Far Cry New Dawn Deaf Accessibility
- Visual Representation of Dialogue - 8.3
- Visual Representation of Sound - 6.7
- Visual Cues - 9.2
- Controller Vibration - 10
It’s not often that we’ve been left speechless by the level of Deaf accessibility in a game. Unless it’s just that bad, which has happened a few times.
This is not one of those times.
Ubisoft nailed the Deaf accessibility in Far Cry New Dawn. Nailed it nailed it. We have not seen anything close to this in any of the 200+ games we’ve played and so, we are speechless.
Before we jump into telling you all the reasons why it’s great, let’s cover a few basics that are identical to FC5 (find the review for detailed info on these things here.)
- Blue companion/ally and red enemy silhouettes remain unchanged
- Visual cues for combat are the same
- The compass bar at the top of the screen showing nearby enemies and other important things remains unchanged
Everything else? It’s been improved beyond what we imagined possible. So let’s jump into that (and don’t worry, our screenshots won’t go beyond the opening five minutes, so no spoilers).
Here you have the audio and video options menu. As you can see, it’s quite robust offering more options than any previous FC game. Most notable and welcome new addition here? The sound subtitles.
Here are those glorious sound subtitles. They tell you exactly what the noise was and exactly where (if you move around while they’re on screen, the little arrows move too!)
Here you’ve got a screenshot of the subtitles, complete with sound captioning as part of the subtitles. Also, this size you see? It’s the default size. This is the first game we’ve ever had to decrease the subtitle size (there’s small, default, and large) because the default was too big for our taste. This is a very welcome problem for us to have.
And this last image we’ll show you is of the opening cutscene. Just another shot of these wonderful subtitles with the rare appearance of a speaker label during a cutscene!
One thing that was an issue in FC5 that New Dawn didn’t solve was the subtitling of your companions. Deaf players still won’t be aware of that random chatter, unfortunately, and that’s a shame because they all have such unique personalities. Does that make the game unplayable or harder for Deaf and HoH players? Not in the least. It just leaves us with a slightly lesser experience than hearing players.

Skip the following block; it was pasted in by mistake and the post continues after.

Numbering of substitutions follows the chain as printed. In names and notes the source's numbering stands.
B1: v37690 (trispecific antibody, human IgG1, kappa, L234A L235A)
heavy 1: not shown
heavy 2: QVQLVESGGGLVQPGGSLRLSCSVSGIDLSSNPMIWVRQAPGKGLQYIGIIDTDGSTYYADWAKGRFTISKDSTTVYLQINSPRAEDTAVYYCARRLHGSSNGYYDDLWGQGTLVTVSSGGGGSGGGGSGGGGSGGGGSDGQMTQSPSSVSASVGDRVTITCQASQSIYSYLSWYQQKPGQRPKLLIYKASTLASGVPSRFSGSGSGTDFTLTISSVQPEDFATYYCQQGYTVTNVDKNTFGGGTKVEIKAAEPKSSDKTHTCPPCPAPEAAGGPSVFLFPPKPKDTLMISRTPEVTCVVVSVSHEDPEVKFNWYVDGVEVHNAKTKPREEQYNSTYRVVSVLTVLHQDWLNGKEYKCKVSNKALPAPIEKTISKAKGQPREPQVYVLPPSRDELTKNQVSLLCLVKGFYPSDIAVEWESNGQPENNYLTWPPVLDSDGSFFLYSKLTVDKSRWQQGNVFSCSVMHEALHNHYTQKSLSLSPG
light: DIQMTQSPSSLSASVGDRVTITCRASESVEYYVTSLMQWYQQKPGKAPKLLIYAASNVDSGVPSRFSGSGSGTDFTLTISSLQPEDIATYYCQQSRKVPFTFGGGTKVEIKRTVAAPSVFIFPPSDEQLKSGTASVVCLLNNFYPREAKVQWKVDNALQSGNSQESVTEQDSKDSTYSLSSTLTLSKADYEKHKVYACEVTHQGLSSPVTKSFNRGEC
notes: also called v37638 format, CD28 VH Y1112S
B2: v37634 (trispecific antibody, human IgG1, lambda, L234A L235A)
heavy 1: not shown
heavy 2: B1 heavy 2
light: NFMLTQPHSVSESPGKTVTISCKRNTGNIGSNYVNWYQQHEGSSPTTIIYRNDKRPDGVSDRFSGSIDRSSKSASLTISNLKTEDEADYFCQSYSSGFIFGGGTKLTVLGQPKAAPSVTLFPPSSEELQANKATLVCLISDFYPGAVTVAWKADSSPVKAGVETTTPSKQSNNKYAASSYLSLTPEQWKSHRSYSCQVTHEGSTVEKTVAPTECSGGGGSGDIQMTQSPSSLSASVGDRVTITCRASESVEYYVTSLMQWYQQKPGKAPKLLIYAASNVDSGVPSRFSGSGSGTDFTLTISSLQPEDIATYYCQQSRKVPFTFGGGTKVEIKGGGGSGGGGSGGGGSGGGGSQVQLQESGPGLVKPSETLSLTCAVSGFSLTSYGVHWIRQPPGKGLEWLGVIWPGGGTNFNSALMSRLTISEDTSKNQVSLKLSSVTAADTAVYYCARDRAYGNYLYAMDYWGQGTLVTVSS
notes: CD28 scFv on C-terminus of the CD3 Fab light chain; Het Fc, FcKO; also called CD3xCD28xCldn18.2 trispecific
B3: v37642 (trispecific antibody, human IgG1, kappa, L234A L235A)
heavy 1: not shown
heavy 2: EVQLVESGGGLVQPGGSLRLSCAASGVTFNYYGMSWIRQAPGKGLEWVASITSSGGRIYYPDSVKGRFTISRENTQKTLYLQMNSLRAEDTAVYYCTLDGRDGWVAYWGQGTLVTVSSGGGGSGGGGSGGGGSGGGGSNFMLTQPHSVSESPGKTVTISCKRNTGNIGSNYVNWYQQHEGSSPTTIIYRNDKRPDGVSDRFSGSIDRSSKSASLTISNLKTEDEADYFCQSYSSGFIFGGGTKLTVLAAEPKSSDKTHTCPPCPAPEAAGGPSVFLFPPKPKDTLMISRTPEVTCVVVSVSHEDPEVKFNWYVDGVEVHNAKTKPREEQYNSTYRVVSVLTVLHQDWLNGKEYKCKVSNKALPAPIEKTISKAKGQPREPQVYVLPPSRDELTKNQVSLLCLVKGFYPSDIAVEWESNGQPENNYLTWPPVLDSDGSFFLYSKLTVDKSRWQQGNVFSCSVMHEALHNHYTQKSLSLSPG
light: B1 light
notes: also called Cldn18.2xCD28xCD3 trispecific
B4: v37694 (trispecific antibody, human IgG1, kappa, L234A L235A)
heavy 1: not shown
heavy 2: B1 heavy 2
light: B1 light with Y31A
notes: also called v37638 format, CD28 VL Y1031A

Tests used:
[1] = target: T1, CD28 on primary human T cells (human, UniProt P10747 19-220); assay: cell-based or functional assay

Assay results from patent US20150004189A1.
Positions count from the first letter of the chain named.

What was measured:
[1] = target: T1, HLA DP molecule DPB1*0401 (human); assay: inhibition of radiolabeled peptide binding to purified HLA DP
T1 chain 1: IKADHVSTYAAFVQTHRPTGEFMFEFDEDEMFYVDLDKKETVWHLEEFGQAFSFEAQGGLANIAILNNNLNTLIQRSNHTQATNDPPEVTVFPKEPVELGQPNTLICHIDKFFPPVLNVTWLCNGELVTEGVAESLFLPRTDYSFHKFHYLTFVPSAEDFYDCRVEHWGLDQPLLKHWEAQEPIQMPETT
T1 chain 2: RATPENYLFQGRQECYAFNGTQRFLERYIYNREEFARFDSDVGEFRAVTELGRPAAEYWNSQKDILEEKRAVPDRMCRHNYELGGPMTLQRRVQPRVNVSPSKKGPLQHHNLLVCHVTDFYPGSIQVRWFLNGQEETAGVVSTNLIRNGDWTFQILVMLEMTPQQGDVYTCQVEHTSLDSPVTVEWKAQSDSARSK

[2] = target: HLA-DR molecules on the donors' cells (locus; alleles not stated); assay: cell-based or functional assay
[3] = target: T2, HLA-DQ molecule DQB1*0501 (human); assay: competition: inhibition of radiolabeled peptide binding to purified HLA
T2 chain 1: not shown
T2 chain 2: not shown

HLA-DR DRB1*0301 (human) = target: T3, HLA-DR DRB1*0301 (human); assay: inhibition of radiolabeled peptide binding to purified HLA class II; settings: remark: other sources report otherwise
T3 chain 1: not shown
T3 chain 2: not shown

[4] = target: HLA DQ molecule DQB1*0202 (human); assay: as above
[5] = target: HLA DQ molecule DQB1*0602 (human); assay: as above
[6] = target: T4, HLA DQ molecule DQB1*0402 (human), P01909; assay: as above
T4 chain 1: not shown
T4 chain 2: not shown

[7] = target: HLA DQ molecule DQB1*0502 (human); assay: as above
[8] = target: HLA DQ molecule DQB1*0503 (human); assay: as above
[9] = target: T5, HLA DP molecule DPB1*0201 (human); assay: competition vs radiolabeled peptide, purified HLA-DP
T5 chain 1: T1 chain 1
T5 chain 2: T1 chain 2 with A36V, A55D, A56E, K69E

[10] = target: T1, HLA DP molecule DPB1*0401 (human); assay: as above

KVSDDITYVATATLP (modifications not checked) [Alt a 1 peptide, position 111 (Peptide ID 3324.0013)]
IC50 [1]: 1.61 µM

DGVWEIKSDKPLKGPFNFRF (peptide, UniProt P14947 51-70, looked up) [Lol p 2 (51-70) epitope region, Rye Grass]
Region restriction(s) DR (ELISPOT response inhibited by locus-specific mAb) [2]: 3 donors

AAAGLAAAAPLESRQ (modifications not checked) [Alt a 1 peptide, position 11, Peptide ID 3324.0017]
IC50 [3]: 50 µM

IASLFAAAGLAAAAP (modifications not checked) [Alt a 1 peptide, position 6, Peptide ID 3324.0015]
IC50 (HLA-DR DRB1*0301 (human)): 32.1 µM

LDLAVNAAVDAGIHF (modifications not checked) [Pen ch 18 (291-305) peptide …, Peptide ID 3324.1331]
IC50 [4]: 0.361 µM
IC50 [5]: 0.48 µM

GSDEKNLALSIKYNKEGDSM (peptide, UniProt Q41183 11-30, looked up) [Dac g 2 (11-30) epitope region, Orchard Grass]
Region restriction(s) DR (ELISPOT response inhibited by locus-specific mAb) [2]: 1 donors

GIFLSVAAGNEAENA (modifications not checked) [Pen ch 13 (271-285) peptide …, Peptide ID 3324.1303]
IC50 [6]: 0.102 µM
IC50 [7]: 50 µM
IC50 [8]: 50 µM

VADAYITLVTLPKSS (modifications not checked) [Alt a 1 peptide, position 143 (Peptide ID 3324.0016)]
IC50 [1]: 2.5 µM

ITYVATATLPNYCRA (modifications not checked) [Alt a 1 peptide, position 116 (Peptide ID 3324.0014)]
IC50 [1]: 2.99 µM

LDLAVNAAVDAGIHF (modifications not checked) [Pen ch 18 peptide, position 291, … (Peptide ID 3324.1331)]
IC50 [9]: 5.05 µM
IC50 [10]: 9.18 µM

Overall, Far Cry New Dawn is what we hope will be adopted by every game ever as the standard for Deaf accessibility. It’s the best we’ve seen and if not for the one issue of the missing companion subtitles, it would be a perfect game for Deaf players.
Update February 26, 2019:
Several hours into the game we came upon a few issues concerning Deaf accessibility. The first being, when running a mission with Carmina, we noted that she will announce the presence of certain things, “Look out for that beehive,” for example. Given that companions aren’t subtitled, this makes Deaf players to miss out on this helpful info. Does it make the game significantly harder? No, not really. But any tip regarding combat and danger that’s spoken needs to also be subtitled.
The second issue we ran into was a much bigger problem and may even render the game unplayable for some. There’s a mission you have to complete to advance the story that involves disarming bombs against the clock. While there is a mission indicator for the general vicinity in which you need to look, hearing players have the added help of a beep that increases in volume the closer you get to your objective. When Susan played this mission without hearing help, she tried and failed seven times. When Courtney jumped in to help, she only failed once (and only because she died, not because she couldn’t find the location). While it’s only one mission that has this problem, this mission needs to be completed to advance to part 3 of the game, so it’s possible that those who have no hearing help on standby will be kept from finishing the game (or at least frustrated after failing so many times that they don’t want to keep trying).